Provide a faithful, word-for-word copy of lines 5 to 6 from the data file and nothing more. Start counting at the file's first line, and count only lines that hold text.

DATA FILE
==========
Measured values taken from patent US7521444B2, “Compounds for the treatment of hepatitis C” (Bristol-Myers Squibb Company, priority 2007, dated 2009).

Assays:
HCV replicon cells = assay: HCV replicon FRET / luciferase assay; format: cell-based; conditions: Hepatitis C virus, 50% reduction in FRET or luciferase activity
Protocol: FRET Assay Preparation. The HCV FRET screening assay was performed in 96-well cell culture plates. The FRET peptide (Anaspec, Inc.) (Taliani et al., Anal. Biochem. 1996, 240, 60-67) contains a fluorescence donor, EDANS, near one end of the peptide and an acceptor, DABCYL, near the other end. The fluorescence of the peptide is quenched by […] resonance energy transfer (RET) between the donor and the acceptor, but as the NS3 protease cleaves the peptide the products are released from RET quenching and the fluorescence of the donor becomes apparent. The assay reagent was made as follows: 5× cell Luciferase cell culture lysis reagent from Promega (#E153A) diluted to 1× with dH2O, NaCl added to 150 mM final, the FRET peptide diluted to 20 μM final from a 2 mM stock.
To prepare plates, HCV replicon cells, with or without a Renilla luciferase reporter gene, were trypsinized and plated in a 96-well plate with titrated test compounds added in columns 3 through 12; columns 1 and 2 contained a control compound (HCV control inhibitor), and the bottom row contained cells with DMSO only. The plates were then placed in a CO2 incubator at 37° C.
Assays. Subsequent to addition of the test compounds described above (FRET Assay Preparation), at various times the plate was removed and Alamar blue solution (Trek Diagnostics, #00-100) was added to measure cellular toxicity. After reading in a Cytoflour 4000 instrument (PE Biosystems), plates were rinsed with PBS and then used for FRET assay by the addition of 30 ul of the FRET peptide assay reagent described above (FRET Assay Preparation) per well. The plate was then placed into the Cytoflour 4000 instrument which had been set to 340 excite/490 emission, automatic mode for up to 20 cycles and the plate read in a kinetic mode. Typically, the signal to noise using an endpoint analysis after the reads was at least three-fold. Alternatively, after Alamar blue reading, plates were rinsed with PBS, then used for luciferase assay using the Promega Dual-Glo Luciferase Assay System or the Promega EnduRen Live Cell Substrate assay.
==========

To prepare plates, HCV replicon cells, with or without a Renilla luciferase reporter gene, were trypsinized and plated in a 96-well plate with titrated test compounds added in columns 3 through 12; columns 1 and 2 contained a control compound (HCV control inhibitor), and the bottom row contained cells with DMSO only. The plates were then placed in a CO2 incubator at 37° C.
Assays. Subsequent to addition of the test compounds described above (FRET Assay Preparation), at various times the plate was removed and Alamar blue solution (Trek Diagnostics, #00-100) was added to measure cellular toxicity. After reading in a Cytoflour 4000 instrument (PE Biosystems), plates were rinsed with PBS and then used for FRET assay by the addition of 30 ul of the FRET peptide assay reagent described above (FRET Assay Preparation) per well. The plate was then placed into the Cytoflour 4000 instrument which had been set to 340 excite/490 emission, automatic mode for up to 20 cycles and the plate read in a kinetic mode. Typically, the signal to noise using an endpoint analysis after the reads was at least three-fold. Alternatively, after Alamar blue reading, plates were rinsed with PBS, then used for luciferase assay using the Promega Dual-Glo Luciferase Assay System or the Promega EnduRen Live Cell Substrate assay.